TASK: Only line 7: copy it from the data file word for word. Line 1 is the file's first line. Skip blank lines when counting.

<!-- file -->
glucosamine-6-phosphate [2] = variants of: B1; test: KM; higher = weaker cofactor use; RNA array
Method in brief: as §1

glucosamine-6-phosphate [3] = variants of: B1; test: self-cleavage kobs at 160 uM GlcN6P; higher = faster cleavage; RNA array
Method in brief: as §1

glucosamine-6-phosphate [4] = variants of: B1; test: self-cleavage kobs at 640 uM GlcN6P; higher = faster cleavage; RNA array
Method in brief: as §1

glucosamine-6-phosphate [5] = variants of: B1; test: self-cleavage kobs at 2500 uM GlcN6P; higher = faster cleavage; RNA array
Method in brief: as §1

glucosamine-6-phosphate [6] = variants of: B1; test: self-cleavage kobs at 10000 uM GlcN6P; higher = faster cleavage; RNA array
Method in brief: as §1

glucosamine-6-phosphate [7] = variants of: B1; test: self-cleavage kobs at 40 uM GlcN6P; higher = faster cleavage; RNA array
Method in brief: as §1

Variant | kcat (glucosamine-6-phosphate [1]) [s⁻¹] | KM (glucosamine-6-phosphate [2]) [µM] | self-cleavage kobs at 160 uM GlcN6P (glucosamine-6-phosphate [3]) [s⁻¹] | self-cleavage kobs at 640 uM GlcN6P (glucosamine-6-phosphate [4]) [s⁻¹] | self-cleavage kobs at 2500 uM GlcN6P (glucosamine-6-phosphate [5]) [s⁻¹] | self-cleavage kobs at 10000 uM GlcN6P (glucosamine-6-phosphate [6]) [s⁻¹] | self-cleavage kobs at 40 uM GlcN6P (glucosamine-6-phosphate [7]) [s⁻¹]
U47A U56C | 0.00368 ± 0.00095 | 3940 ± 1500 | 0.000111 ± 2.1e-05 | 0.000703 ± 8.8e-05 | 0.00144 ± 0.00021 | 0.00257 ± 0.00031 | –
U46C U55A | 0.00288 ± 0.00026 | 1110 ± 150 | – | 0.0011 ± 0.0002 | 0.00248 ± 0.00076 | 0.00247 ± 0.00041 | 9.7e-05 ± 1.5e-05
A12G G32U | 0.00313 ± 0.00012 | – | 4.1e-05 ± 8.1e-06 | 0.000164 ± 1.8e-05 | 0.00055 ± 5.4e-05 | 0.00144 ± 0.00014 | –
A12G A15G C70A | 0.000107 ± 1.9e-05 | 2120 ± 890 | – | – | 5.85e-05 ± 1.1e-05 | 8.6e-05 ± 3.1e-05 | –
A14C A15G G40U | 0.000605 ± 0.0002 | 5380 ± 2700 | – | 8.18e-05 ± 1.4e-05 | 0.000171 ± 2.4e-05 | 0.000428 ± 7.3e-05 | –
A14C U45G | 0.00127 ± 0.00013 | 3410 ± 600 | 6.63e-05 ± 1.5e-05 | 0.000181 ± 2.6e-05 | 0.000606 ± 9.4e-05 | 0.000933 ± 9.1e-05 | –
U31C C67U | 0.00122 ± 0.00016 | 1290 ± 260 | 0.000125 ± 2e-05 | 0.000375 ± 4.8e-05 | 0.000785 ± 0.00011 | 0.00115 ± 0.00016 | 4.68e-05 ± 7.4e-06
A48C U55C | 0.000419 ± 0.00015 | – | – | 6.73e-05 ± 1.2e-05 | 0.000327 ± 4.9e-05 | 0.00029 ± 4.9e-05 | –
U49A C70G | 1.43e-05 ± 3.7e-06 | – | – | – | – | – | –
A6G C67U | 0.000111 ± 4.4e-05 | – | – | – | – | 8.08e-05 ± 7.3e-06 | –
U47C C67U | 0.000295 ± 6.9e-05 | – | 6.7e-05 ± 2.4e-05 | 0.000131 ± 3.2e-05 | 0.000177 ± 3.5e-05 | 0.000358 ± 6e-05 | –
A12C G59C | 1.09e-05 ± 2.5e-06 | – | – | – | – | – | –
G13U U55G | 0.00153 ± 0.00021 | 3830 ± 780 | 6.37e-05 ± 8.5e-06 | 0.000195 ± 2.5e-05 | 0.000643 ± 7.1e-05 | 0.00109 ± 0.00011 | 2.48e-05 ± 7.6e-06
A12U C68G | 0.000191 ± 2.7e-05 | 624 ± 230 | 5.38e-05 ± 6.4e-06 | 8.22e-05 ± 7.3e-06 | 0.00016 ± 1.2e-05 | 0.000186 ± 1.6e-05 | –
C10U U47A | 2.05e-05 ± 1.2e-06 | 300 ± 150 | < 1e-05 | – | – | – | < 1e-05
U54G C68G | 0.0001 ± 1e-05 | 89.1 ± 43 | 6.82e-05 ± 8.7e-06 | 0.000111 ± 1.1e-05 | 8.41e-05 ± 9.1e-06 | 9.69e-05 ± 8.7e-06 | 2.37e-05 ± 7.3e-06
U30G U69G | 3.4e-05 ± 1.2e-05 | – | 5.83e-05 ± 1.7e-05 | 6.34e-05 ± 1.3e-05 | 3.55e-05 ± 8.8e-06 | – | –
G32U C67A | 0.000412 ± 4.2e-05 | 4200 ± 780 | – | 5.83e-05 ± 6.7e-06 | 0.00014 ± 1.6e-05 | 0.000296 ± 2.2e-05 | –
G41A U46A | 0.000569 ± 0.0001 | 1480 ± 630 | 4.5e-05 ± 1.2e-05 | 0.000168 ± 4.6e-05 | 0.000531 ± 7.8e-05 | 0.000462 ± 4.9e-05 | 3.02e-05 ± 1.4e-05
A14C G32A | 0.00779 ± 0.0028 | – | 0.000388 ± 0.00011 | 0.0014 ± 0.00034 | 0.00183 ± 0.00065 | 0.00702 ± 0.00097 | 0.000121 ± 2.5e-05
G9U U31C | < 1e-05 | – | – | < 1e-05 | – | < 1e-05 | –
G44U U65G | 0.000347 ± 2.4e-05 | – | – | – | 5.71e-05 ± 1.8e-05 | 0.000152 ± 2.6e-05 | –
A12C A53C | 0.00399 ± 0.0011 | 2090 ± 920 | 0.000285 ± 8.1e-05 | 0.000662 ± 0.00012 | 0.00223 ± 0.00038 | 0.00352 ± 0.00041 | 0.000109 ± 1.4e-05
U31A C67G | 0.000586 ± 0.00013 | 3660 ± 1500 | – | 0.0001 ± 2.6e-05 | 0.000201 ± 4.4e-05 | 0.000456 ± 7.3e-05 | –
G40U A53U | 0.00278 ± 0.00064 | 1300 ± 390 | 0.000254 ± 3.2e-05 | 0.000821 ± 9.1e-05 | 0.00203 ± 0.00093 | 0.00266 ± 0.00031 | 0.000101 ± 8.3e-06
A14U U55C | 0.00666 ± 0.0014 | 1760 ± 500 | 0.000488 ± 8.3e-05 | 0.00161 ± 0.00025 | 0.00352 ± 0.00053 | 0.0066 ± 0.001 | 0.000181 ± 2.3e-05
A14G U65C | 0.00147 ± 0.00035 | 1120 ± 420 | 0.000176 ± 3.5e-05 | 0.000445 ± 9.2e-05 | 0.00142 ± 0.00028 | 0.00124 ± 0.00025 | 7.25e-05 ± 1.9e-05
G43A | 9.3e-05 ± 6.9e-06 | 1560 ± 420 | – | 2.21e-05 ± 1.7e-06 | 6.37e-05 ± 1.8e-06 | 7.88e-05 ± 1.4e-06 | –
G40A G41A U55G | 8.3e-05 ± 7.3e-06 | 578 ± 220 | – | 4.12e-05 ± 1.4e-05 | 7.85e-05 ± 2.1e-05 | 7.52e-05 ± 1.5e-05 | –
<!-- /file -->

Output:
glucosamine-6-phosphate [5] = variants of: B1; test: self-cleavage kobs at 2500 uM GlcN6P; higher = faster cleavage; RNA array